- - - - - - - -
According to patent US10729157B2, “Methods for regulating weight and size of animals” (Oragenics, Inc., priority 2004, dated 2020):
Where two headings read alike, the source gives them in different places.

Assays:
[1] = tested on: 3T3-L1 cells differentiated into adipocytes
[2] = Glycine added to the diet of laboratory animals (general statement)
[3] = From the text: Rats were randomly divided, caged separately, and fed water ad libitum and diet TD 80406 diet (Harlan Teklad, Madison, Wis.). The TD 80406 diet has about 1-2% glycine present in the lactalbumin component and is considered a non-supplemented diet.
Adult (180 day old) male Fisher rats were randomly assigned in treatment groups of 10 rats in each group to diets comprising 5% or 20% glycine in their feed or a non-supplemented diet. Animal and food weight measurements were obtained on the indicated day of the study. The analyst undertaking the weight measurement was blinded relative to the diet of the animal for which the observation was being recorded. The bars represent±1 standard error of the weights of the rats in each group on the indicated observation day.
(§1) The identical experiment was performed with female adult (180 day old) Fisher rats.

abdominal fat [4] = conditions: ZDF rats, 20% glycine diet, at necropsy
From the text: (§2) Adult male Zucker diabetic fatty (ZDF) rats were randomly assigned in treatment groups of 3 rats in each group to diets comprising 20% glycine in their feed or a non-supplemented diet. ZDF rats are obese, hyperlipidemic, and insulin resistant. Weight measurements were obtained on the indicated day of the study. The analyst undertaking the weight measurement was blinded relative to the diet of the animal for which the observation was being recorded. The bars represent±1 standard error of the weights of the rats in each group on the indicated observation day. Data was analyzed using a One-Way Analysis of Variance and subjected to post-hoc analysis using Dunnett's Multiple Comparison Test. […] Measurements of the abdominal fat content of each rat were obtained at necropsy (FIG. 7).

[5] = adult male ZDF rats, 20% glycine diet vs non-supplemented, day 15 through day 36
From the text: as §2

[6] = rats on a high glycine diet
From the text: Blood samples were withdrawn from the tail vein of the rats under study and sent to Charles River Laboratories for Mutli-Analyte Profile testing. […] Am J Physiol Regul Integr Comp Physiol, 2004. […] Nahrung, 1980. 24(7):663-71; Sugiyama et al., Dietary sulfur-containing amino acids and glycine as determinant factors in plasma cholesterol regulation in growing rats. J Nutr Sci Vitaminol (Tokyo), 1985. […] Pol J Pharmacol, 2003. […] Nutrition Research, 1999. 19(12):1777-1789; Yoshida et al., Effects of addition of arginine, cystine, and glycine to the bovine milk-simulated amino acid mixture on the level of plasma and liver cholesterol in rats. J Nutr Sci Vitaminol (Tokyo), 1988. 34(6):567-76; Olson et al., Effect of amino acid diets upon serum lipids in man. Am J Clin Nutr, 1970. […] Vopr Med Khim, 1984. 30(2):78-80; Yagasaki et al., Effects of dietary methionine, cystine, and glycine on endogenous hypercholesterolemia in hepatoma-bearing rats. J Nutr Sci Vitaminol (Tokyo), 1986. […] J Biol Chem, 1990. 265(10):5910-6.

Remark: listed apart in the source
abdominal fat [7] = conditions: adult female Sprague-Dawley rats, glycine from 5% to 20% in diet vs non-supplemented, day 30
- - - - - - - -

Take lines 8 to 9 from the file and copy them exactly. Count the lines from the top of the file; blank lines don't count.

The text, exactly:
(§1) The identical experiment was performed with female adult (180 day old) Fisher rats.

abdominal fat [4] = conditions: ZDF rats, 20% glycine diet, at necropsy